In Honor of the Legacy of Jacques Roumain and In Honor of the Haitian Poor

In Honor of the Legacy of Jacques Roumain

and In Honor of the Haitian Poor

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I will not take a dime or any royalty from the publisher (Wipf and Sock) for my new book on Jacques Roumain: “Thinking in Public: Faith, Secular Humanism, and Development in Jacques Roumain” (May 2017).

 

I would like to honor the legacy of Jacques Roumain in three ways: (1) by writing a book about his life and ideas, which I have already done, (2) by emphasizing the importance of his ideas and legacy for Haitian democracy and Social Uplift programs in Haiti, and (3) to give all the royalties earned from this book to improve the literacy program and build a trade school in Port-Margot, Haiti.

 

After Jacques Roumain moved back to Haiti from Europe, he would spend the rest of his life fighting and protesting against the forces (both internal and external powers) that exploited Haitian workers and the poor in Haiti, and by  working on behalf of Haiti’s underclass, peasants, and the economically-disadvantaged in order that their social and economic conditions could be improved, and their children could have a promising future.

 

*Hence, when you order my new book on Jacques Roumain, I can assure you your contribution will help accomplish the stated goals or objectives. To me, to honor the legacy of Jacques Roumain is to be sensitive to the plight of the Haitian poor, to walk in solidarity with the peasant class and the disfranchised in the Haitian society, and to serve them and invest our talents, skills and money to improve the life and future of the least among us in the Haitian society.

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E. P. Sanders on Paul’s views about Sex and Homosexual Activity (Part 1)

E. P. Sanders on Paul’s views about Sex and Homosexual Activity (Part 1)
 
I have always wanted how E. P. Sanders interprets the controversial passage of Romans 1: 25-7. In my reading of his new book, “Paul: Apostle’s Life, Letters and Thought” (Fortress Press, 2015), Sanders writes the following about Paul’s understanding of human sexuality and sexual relations:
 
“The most striking aspect of gentile sexual immorality was the ‘exchange’ of the ‘natural’ sexual connection between male and female for same-sex relationships (Rom. 1:25-7). ‘Natural’ sexual relations are those that could lead to conception.
 
For the modern reader, the elements of Paul’s vice lists that most require explanation are those that point to homosexual activity…If the statement in Rom. 1:26, that gentle women ‘exchange natural intercourse for unnatural,’ stood alone, this might mean that women performed anal or oral sex with men, rather than vaginal, but the following verse indicates that Paul had homosexual activity in mind:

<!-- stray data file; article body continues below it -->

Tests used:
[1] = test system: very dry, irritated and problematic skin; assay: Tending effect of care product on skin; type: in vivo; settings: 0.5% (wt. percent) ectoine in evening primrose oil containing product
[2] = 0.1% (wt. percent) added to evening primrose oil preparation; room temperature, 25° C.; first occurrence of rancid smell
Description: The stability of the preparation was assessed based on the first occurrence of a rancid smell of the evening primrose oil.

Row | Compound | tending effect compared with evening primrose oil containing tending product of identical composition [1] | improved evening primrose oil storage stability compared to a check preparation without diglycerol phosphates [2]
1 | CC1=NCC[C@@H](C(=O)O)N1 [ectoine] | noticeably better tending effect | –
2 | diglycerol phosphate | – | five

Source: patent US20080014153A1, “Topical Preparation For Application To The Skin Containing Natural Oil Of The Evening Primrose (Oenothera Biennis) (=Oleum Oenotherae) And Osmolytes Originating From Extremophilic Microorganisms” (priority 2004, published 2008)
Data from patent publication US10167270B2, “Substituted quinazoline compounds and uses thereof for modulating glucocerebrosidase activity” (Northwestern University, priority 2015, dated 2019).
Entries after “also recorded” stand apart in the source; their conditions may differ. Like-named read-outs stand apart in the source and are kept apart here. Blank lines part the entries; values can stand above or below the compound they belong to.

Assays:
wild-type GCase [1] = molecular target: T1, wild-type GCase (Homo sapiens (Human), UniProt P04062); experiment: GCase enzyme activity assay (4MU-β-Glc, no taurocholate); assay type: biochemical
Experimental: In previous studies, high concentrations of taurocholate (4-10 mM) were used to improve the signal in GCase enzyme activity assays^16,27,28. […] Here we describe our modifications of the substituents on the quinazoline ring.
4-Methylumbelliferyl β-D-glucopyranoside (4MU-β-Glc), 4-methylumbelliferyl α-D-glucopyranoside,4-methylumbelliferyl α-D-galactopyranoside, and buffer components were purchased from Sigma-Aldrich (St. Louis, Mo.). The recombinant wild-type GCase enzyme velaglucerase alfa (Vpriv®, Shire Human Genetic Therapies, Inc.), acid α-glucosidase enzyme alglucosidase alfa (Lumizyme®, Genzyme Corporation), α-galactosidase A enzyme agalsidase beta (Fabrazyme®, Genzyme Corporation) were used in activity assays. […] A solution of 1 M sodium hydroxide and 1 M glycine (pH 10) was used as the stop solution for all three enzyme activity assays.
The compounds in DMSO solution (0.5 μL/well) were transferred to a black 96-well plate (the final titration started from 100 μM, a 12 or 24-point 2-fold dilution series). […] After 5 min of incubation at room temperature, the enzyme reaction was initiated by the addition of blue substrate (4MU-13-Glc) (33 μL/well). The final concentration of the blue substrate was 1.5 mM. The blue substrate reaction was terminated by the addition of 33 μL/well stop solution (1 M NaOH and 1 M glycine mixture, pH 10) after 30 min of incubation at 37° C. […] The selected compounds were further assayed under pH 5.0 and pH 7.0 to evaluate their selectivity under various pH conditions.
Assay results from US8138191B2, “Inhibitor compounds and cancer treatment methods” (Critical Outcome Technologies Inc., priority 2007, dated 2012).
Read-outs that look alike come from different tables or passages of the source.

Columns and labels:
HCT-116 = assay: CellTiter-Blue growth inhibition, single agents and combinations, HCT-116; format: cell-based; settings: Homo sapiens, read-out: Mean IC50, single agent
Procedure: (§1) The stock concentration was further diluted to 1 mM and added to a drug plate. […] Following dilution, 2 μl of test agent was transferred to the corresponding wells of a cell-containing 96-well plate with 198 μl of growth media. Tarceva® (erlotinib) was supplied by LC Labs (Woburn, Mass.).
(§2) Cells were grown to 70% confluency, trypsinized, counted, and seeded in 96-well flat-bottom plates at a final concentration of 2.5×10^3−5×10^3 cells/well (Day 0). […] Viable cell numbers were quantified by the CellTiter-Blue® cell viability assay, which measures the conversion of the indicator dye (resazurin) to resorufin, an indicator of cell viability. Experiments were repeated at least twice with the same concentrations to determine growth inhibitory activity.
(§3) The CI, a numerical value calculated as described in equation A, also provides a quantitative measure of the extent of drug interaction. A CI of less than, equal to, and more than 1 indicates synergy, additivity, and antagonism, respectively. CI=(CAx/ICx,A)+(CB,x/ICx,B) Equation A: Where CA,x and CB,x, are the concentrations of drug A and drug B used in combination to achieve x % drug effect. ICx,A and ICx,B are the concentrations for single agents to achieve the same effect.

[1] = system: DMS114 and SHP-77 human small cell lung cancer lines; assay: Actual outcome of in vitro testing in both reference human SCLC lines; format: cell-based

“in the same way also the men, giving up natural intercourse with women, were consumed with passion for another” (1:27).
 
Male homosexuality is also condemned in 1 Cor. 6:9, where Paul refers to pornoi, which we have already seen can appropriately be translated “the sexual immoral,” and to malakoi and arsenokoitai, which the NRSV translates “male prostitutes and sodomites.”
 
Pornoi (“the sexually immoral”): all those people of whose sexual behavior Paul disapproves
 
Malakoi (“catamites”: males who are the passive recipients of anal intercourse
 
Arsenokoitai: males who penetrate catamites” —Sanders, “Paul,” 343-4)
 

The Burden of Race as The Burden of the Gospel

Racism and racial/racist ideologies  are not  distractions to the Gospel; they are indeed Gospel issues. The problem of race in modernity and post-modernity is a profound theological conundrum.

If the message and messenger of the Gospel can’t heal the deep racial wound of American Evangelicalism and American society, then they’re not relevant to the modern life and should be rejected. If the messenger segregates Gospel issues and race issues, there lies a problem with the messenger’s understanding of the telos of the Gospel, which is arguable reconciliation. Reconciliation has both horizontal and vertical aspects. The Gospel provides the remedy for individuals to be reconciled with God; this act of reconciliation urges individuals to be reconciled with each other.

The Burden of Race is the Burden of the Gospel.

I’m deeply saddened by this report below:

“Why a racially insensitive photo of Southern Baptist seminary professors matters” (The Washington Post)

By Jemar Tisby

https://www.washingtonpost.com/news/acts-of-faith/wp/2017/04/27/why-a-racially-insensitive-photo-of-southern-baptist-seminary-professors-matters/?tid=ss_tw-bottom&utm_campaign=buffer&utm_content=buffer9840f&utm_medium=social&utm_source=twitter.com&utm_term=.0511f3ed9e6b

Invitation to The First Haitian Heritage Symposium

You are cordially invited to the First Haitian Heritage Symposium that will take place on May 27, 2017 at the African American Research Museum and Library in Ft. Lauderdale, FL. 11am-5pm.
Symposium
Circulate widely!!!
 
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